Two thumbs up freeway flyer. I am an advocate of reasonable or free higher education. I have been a participant of California public education since 1938(either as a student or as a career educator) My undergraduate college years were from 1951 to 1955. During those golden years of Calif. history education was free through the university for a B.A.for those that qualified. This was normal qualification not the elite few that were scholarship awardees or national merit


      The high cost of higher education in both the public and private sector has been absorbitant. To have a system where "no child is left behind" and college entrance is expected of all students so that most can have a lifelong debt of student loans is one of the most uncivilized acts in what is supposed to be a civilized society that I can imagine.

      I am looking forward to reading more of your insightful hubs. Keep up the great writing.

    • Daniel J. Neumann profile image

      Daniel J. Neumann 

      7 years ago from Harrisburg, Pa

      Freeway Flyer,

      Well I think you covered both sides of the issue fairly, and I have to agree with your conclusions—although I do consider education (along with healthcare and justice) to be a human right complimenting life, liberty, and the pursuit of happiness. Our economy, as you point out, is maturing into something quite different than the context of 1776, although the Bill of Rights is timeless and increasingly relevant.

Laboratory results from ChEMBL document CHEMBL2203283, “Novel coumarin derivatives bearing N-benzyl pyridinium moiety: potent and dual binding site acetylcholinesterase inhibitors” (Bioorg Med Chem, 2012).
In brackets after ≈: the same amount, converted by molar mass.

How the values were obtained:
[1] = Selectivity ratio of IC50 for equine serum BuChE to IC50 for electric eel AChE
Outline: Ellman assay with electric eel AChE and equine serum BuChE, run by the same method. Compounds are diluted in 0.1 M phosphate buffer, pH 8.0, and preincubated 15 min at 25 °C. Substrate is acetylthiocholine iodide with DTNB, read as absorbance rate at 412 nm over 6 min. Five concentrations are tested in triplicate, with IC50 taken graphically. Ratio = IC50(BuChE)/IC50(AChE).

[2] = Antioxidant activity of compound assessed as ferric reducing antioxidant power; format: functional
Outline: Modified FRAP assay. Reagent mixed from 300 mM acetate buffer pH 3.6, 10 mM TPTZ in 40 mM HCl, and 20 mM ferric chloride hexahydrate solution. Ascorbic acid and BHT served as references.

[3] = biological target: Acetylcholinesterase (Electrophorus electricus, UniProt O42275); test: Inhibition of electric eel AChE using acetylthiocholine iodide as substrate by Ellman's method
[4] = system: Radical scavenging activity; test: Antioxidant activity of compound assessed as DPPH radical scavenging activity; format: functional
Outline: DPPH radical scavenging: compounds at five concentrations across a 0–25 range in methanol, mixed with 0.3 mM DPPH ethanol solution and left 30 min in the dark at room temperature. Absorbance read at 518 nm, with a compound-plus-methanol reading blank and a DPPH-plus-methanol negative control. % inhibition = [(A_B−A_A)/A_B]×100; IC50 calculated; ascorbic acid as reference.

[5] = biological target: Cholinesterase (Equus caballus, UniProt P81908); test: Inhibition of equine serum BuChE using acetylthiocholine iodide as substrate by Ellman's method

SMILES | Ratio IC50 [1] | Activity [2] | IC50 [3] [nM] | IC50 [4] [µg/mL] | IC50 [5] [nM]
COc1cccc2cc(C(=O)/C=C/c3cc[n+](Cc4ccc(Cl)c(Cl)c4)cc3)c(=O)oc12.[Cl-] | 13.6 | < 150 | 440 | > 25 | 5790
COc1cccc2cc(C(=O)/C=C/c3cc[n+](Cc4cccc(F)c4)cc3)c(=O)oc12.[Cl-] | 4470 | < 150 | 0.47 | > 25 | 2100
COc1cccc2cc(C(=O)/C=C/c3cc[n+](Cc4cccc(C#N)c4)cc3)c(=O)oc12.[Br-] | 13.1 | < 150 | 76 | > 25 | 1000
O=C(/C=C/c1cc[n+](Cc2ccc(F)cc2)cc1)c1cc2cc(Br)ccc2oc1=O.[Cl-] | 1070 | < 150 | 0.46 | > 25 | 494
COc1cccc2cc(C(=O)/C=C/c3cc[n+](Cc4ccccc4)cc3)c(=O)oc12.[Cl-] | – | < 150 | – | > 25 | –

The abolition of slavery, equality for women, and even the Miranda Rights are all products of liberal (or perhaps Marxist) progressivism.

      Thanks for sharing this,


    • christopheranton profile image

      Christopher Antony Meade 

      7 years ago from Gillingham Kent. United Kingdom

      Thanks for the information. I do not feel reassured.

    • Freeway Flyer profile imageAUTHOR

      Paul Swendson 

      7 years ago

      My understanding is that it is a combination of literature, philosophy, and the arts. It is more limited to the study of the intellectual achievements of humanity. So history is not necessarily a priority.

    • christopheranton profile image

      Christopher Antony Meade 

      7 years ago from Gillingham Kent. United Kingdom